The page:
The movie is about a writer, right?
Paul’s a writer. So I am writing Paul writing me. Paul’s a guy who’s got pretty bad writer’s block and is pretty unhappy in his personal life and is really lonely and he starts to dream of a girl and he starts to kind of write this romance, and then shenanigans ensue. I don’t want to give away too much.
But you might be the girl he’s dreaming of?
Yes, I play this girl. It’s like a romantic comedy with a magic realist twist.
Is it more important to you to succeed in acting or writing?
That’s a really tricky word. Succeed. What do you mean?
You said you kept dropping pebbles into a bucket of water, but what bucket were you trying to fill? To become a screenwriter or a major actor?
I guess I have a couple different jars of water. I definitely don’t think of myself as a writer, which is probably something that I need to start doing. I wanted to be a writer when I was a little kid, but starting at 14, when I started acting in school plays, I was like, “That’s it for me. I love that.” And that’s still sort of how I feel, which is that acting is my first love and writing is something that I started doing because it was a huge part of my mind that I was basically neglecting. In college, I took a bunch of writing courses. And when I went out into the world and was trying to get acting jobs, there would be these huge slots of time where I wouldn’t have work, where my only self worth was coming from whether or not the casting director liked me or whether I got called back. A lot of actors go through that and it’s really demoralizing, because you’re spending your whole time thinking about what other people think of you, instead of getting to do your work and feeling good about yourself because you’re being productive or creative or anything. So I was in a stage where I was kind of trying to make myself feel self-actualized, I guess. And that’s when I started writing again. And that is the period of time that yielded my first play and sort of got me writing again in general. And now it’s a huge part of my life. Obviously. Because of the way this year is turning out, I know that I don’t have to take a shitty acting job anymore, necessarily, because I have this other thing that I can do to fulfill any artistic impulses I have, and also to make money. Which is shocking to me, but awesome.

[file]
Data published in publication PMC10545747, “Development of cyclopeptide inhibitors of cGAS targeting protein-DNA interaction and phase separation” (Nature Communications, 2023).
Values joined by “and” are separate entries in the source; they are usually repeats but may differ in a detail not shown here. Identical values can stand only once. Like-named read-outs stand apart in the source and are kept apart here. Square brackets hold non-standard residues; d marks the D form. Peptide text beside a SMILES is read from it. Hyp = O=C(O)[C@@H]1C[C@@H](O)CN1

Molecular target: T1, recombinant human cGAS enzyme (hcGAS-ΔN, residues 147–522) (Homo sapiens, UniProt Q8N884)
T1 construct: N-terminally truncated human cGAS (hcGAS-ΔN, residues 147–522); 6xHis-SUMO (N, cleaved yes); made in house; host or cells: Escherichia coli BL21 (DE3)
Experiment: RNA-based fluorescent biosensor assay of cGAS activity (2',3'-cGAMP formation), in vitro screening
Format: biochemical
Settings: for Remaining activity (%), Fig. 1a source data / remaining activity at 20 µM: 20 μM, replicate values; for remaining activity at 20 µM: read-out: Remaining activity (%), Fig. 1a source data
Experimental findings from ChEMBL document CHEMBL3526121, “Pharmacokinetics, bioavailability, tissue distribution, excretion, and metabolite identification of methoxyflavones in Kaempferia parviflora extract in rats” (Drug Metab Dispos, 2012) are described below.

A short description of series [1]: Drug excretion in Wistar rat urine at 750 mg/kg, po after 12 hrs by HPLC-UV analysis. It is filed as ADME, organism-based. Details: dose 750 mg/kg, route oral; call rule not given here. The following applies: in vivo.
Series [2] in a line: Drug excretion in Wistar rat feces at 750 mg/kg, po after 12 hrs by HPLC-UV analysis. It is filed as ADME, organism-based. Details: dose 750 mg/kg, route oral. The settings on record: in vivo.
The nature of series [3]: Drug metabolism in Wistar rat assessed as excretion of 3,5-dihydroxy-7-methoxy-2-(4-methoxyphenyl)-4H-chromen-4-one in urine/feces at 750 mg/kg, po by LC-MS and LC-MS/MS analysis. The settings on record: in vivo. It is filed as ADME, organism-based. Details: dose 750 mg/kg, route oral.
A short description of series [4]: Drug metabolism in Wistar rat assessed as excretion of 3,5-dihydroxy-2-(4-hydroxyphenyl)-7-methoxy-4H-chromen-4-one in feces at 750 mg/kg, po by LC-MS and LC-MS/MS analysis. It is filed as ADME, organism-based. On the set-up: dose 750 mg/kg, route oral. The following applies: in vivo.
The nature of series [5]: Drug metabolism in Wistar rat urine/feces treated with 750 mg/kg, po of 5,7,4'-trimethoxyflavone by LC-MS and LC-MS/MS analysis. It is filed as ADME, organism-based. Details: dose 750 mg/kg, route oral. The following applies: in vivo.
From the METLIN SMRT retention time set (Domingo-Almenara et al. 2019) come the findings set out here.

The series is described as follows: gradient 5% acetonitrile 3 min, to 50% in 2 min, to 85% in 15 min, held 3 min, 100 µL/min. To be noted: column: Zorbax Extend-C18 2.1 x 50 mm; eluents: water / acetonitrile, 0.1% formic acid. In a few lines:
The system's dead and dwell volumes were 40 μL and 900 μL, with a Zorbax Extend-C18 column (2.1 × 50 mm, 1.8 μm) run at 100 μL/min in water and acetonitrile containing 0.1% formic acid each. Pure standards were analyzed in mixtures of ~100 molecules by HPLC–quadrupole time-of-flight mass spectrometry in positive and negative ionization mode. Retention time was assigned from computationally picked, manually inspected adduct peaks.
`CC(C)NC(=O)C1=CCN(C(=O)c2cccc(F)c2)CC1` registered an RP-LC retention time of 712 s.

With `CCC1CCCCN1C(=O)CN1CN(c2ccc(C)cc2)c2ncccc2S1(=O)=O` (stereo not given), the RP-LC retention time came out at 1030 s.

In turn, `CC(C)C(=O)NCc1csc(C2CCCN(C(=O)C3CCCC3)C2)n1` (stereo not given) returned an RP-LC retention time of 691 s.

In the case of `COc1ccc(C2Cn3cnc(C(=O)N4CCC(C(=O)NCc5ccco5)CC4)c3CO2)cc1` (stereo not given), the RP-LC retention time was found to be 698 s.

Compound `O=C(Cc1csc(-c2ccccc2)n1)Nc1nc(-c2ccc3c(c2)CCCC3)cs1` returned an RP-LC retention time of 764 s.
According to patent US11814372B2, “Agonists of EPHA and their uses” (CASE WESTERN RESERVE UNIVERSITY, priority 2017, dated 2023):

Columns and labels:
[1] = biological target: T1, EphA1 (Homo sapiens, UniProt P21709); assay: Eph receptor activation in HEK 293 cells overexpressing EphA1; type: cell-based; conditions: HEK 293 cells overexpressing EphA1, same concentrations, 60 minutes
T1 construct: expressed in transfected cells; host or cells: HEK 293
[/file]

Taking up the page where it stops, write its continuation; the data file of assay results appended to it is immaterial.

That you could make money at writing?